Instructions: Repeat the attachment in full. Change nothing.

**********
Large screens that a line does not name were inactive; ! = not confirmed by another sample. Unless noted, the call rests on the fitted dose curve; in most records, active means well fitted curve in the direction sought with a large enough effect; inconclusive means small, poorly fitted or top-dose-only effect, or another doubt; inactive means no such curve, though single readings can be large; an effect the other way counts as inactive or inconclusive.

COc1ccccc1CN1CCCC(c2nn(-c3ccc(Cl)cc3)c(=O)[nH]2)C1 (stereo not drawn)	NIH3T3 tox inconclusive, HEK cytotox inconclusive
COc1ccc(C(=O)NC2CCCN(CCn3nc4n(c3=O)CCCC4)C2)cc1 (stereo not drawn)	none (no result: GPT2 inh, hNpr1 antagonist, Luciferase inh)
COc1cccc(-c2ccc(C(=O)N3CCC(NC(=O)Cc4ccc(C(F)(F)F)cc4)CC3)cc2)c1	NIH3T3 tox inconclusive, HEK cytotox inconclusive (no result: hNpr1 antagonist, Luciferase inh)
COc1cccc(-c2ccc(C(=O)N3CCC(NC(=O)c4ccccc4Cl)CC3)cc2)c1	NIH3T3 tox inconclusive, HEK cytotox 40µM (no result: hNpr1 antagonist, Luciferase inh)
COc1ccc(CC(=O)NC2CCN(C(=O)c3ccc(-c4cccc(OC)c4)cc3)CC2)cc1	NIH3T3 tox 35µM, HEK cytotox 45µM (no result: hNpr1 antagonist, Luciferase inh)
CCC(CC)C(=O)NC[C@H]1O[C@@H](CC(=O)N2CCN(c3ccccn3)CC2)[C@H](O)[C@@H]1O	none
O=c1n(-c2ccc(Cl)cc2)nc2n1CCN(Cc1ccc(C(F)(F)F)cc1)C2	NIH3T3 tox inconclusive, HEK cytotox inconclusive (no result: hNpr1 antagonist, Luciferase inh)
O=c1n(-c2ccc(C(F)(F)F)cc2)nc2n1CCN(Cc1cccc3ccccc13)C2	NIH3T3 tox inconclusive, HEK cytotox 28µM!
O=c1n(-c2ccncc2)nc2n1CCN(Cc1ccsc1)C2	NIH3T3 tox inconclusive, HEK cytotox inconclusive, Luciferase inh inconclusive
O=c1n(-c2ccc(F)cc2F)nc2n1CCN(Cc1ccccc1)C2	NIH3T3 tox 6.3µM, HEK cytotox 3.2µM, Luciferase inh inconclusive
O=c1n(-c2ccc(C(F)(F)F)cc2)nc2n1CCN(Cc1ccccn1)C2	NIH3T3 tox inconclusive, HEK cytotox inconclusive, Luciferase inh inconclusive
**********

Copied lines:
Large screens that a line does not name were inactive; ! = not confirmed by another sample. Unless noted, the call rests on the fitted dose curve; in most records, active means well fitted curve in the direction sought with a large enough effect; inconclusive means small, poorly fitted or top-dose-only effect, or another doubt; inactive means no such curve, though single readings can be large; an effect the other way counts as inactive or inconclusive.

COc1ccccc1CN1CCCC(c2nn(-c3ccc(Cl)cc3)c(=O)[nH]2)C1 (stereo not drawn)	NIH3T3 tox inconclusive, HEK cytotox inconclusive
COc1ccc(C(=O)NC2CCCN(CCn3nc4n(c3=O)CCCC4)C2)cc1 (stereo not drawn)	none (no result: GPT2 inh, hNpr1 antagonist, Luciferase inh)
COc1cccc(-c2ccc(C(=O)N3CCC(NC(=O)Cc4ccc(C(F)(F)F)cc4)CC3)cc2)c1	NIH3T3 tox inconclusive, HEK cytotox inconclusive (no result: hNpr1 antagonist, Luciferase inh)
COc1cccc(-c2ccc(C(=O)N3CCC(NC(=O)c4ccccc4Cl)CC3)cc2)c1	NIH3T3 tox inconclusive, HEK cytotox 40µM (no result: hNpr1 antagonist, Luciferase inh)
COc1ccc(CC(=O)NC2CCN(C(=O)c3ccc(-c4cccc(OC)c4)cc3)CC2)cc1	NIH3T3 tox 35µM, HEK cytotox 45µM (no result: hNpr1 antagonist, Luciferase inh)
CCC(CC)C(=O)NC[C@H]1O[C@@H](CC(=O)N2CCN(c3ccccn3)CC2)[C@H](O)[C@@H]1O	none
O=c1n(-c2ccc(Cl)cc2)nc2n1CCN(Cc1ccc(C(F)(F)F)cc1)C2	NIH3T3 tox inconclusive, HEK cytotox inconclusive (no result: hNpr1 antagonist, Luciferase inh)
O=c1n(-c2ccc(C(F)(F)F)cc2)nc2n1CCN(Cc1cccc3ccccc13)C2	NIH3T3 tox inconclusive, HEK cytotox 28µM!
O=c1n(-c2ccncc2)nc2n1CCN(Cc1ccsc1)C2	NIH3T3 tox inconclusive, HEK cytotox inconclusive, Luciferase inh inconclusive
O=c1n(-c2ccc(F)cc2F)nc2n1CCN(Cc1ccccc1)C2	NIH3T3 tox 6.3µM, HEK cytotox 3.2µM, Luciferase inh inconclusive
O=c1n(-c2ccc(C(F)(F)F)cc2)nc2n1CCN(Cc1ccccn1)C2	NIH3T3 tox inconclusive, HEK cytotox inconclusive, Luciferase inh inconclusive